Last year’s rising star award went to Wright’s “Black Panther” co-star Daniel Kaluuya. “Black Panther” picked up this year’s BAFTA for special visual effects.
Spike Lee won his first BAFTA with a win for “BlacKkKlansman” in the adapted screenplay category. Lee thanked the film’s real-life subject Ron Stallworth for infiltrating the Ku Klux Klan. “Brooklyn’s in the house,” cried out the acclaimed director from the stage.
“Spider-Man: Into the Spider-Verse” took home the BAFTA for best animated film. “Animation is not a genre, it is a medium, and that medium is film,” said writer-producer Phil Lord, who previously won in the same category for “The Lego Movie.”
Free-climbing documentary “Free Solo” won the award for best documentary. “It has been an incredible year for non-fiction films and we’re just proud to be a part of it,” said co-producer and co-director Elizabeth Chai Vasarhelyi. The film is already U.K. documentary specialist Dogwoof’s biggest hit in the market having grossed £1.7 million ($2.1 million) and will enter the all-time top ten highest grossing documentaries in the U.K. this week.
Hank Corwin took home his first BAFTA for his editing on Adam McKay’s “Vice.” Corwin had previously been nominated for McKay’s “The Big Short.”
The night’s biggest snub was to “First Man,” which entered the night with seven nominations, equal to “Bohemian Rhapsody,” “Roma” and “A Star is Born,” but went home empty-handed. Pawel Pawlikowski’s “Cold War” was unable to convert any of its four nominations into wins; while “Can You Ever Forgive Me?,” “Mary Queen of Scots,” “Mary Poppins Returns,” and “Stan & Ollie” also missed out on any awards despite three nominations each.
As previously announced, BAFTA- and Oscar-winning editor Thelma Schoonmaker was honored with a BAFTA Fellowship, the body’s highest accolade, for her outstanding and exceptional contribution to the industry. Schoonmaker had previous won BAFTA awards for her editing on Martin Scorsese’s films “Raging Bull” and “Goodfellas.” Scorsese was awarded the Fellowship in 2012. Schoonmaker’s late husband, British filmmaker Michael Powell, received the Fellowship in 1981.
Also previously announced, the special BAFTA award for Outstanding British Contribution to Cinema was presented to producers Elizabeth Karlsen and Stephen Woolley of Number 9 Films (“Carol,” “The Crying Game”). Presenting the award actor Bill Nighy said the pair were “among the most successful and influential filmmakers in the world.”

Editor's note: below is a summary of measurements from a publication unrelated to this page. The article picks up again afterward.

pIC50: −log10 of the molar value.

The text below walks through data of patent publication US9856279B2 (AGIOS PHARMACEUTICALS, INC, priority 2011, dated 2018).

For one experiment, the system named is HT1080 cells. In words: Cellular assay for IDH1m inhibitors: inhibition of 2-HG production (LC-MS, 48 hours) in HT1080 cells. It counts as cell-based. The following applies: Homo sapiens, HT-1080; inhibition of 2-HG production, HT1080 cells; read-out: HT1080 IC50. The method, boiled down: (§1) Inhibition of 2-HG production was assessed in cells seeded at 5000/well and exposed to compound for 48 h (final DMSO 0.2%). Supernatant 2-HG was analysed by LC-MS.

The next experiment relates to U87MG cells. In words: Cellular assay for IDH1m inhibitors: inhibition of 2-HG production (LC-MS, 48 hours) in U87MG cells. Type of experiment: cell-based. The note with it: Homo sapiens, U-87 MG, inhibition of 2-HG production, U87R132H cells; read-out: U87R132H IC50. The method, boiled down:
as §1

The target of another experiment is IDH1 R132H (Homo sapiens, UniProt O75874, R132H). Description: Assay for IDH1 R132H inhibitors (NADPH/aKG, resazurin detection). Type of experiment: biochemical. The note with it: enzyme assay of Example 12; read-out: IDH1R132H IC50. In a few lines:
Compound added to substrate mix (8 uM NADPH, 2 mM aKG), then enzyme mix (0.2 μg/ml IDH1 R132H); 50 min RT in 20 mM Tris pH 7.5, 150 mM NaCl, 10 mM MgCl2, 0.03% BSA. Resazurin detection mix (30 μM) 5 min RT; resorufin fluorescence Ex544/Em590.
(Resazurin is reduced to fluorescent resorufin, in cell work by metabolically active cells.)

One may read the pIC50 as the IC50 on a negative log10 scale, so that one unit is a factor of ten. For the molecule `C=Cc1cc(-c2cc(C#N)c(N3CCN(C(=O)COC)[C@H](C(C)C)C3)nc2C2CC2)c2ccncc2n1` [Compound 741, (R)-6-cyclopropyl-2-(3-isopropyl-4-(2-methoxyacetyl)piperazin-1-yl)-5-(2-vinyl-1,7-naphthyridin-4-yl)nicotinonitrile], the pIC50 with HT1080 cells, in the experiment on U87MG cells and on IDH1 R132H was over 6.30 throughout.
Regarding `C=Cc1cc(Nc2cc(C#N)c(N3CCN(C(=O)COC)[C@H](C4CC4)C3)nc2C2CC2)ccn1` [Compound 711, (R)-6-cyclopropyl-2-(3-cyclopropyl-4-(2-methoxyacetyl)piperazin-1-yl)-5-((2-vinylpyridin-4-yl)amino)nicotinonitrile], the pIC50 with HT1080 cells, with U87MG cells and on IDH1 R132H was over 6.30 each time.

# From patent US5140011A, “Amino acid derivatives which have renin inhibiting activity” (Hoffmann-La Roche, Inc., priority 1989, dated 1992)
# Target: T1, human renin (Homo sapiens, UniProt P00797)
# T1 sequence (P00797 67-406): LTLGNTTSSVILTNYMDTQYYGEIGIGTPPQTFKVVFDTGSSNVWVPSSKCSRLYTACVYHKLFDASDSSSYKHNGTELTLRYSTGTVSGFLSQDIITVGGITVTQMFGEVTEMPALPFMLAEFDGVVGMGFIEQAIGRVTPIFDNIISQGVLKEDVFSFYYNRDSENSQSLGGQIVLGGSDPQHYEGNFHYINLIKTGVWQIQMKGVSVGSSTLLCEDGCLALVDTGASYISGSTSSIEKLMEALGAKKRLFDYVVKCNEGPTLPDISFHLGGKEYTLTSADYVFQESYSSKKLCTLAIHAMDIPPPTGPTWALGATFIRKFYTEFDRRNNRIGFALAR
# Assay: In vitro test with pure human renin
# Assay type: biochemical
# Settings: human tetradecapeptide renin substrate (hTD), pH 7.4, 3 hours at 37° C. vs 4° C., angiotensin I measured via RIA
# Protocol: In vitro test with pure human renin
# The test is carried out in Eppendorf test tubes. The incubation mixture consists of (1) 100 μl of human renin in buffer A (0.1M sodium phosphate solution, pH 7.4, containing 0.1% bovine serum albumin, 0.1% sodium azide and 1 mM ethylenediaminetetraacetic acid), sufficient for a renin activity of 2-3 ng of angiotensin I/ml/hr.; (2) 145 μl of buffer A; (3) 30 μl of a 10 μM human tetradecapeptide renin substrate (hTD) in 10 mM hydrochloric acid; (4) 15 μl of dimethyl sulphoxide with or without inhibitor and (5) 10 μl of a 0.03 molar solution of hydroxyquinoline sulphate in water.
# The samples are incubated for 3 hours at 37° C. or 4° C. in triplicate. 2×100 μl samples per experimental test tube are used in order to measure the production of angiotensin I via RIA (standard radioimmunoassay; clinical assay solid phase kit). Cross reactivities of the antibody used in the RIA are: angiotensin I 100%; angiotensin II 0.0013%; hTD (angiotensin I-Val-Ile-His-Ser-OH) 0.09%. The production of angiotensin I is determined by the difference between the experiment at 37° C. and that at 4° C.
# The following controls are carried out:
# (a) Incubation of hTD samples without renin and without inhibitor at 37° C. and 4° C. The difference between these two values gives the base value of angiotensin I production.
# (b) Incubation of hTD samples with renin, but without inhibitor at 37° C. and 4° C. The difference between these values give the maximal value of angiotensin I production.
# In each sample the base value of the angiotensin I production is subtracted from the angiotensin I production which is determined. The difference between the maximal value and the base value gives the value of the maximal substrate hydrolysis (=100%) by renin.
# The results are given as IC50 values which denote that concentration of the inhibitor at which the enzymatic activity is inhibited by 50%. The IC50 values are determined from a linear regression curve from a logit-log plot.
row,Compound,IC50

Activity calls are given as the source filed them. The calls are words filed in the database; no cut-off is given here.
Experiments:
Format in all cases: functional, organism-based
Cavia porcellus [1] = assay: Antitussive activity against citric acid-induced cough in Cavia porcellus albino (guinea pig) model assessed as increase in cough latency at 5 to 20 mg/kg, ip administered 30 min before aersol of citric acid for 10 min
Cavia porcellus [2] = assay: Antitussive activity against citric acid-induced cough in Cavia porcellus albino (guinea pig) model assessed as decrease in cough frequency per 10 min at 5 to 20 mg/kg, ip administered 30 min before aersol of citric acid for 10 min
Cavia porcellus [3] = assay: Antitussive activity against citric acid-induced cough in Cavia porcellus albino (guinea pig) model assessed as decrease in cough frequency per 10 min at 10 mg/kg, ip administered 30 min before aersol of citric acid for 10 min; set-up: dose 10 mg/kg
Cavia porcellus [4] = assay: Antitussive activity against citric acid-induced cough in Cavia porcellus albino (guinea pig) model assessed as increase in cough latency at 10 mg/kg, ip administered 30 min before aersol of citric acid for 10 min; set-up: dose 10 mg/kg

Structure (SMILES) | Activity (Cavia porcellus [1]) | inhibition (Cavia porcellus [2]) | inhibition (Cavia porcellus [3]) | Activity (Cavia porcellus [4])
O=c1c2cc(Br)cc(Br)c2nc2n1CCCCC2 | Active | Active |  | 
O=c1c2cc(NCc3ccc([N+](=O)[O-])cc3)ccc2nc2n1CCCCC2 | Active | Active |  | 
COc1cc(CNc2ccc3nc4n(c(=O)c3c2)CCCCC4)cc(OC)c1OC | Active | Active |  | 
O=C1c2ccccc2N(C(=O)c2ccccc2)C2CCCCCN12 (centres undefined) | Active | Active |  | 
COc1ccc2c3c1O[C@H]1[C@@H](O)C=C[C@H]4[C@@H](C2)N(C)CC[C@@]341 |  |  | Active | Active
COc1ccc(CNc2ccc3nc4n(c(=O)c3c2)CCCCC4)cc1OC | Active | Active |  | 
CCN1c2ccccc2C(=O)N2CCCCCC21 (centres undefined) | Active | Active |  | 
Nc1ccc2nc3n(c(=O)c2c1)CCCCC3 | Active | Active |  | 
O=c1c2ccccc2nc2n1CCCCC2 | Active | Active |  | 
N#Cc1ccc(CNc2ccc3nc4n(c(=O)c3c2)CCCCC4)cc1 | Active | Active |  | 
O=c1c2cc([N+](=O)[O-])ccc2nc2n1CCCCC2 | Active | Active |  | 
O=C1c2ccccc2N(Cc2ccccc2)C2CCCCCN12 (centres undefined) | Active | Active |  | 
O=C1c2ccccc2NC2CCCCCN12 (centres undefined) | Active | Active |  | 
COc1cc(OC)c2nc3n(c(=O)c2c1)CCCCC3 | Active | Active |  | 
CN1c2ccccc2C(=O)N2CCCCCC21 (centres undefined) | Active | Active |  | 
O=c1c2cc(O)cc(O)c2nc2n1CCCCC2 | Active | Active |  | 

Before coming on Lumley was seen in a video introduction featuring the host trying out outfits for the show, appearing in a number of costumes referencing nominated films including “The Favourite, “Stan & Ollie,” “Mary Poppins Returns,” “Bohemian Rhapsody,” and “First Man.” The latter segued into a performance by acrobatic group Cirque de Soleil’s Totem in an interpretation of the moon landing which received a standing ovation from the celebrity audience.
FULL WINNERS LIST:
“Roma,” Alfonso Cuarón, Gabriela Rodríguez
Alfonso Cuaron, “Roma”
Rami Malek, “Bohemian Rhapsody”
Olivia Colman, “The Favourite”
Mahershala Ali, “Green Book”
Rachel Weisz, “The Favourite”
“The Favourite,” Deborah Davis, Tony McNamara
“BlacKkKlansman,” Spike Lee, David Rabinowitz, Charlie Wachtel, Kevin Willmott
“A Star is Born,” Bradley Cooper, Lady Gaga, Lukas Nelson
FILM NOT IN THE ENGLISH LANGUAGE
“Roma,” Alfonso Cuarón, Gabriela Rodríguez
“Free Solo,” Elizabeth Chai Vasarhelyi, Jimmy Chin, Shannon Dill, Evan Hayes
“Spider-Man: Into the Spider-Verse,”Bob Persichetti, Peter Ramsey, Rodney Rothman, Phil Lord
OUTSTANDING BRITISH FILM
“The Favourite,” Yorgos Lanthimos, Ceci Dempsey, Ed Guiney, Lee Magiday, Deborah Davis, Tony McNamara
“Roma,” Alfonso Cuarón
“Vice,” Hank Corwin
“The Favourite,” Fiona Crombie, Alice Felton
“The Favourite,” Sandy Powell
MAKE UP & HAIR
“The Favourite,” Nadia Stacey
“Bohemian Rhapsody,” John Casali, Tim Cavagin, Nina Hartstone, Paul Massey, John Warhurst
SPECIAL VISUAL EFFECTS
“Black Panther,” Geoffrey Baumann, Jesse James Chisholm, Craig Hammack, Dan Sudick
OUTSTANDING DEBUT BY A BRITISH WRITER, DIRECTOR OR PRODUCER
“Beast,” Michael Pearce (Writer/Director), Lauren Dark (Producer)
BRITISH SHORT ANIMATION
“Roughhouse,” Jonathan Hodgson, Richard Van Den Boom
BRITISH SHORT FILM
“73 Cows,” Alex Lockwood
EE RISING STAR AWARD (VOTED FOR BY THE PUBLIC)
OUTSTANDING BRITISH CONTRIBUTION TO CINEMA (PREVIOUSLY ANNOUNCED)
Elizabeth Karlsen and Stephen Woolley, Number 9 Films
BAFTA FELLOWSHIP (PREVIOUSLY ANNOUNCED)